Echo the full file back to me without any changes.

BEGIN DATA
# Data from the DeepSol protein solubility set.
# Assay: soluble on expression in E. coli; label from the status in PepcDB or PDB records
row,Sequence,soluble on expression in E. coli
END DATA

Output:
# Data from the DeepSol protein solubility set.
# Assay: soluble on expression in E. coli; label from the status in PepcDB or PDB records
row,Sequence,soluble on expression in E. coli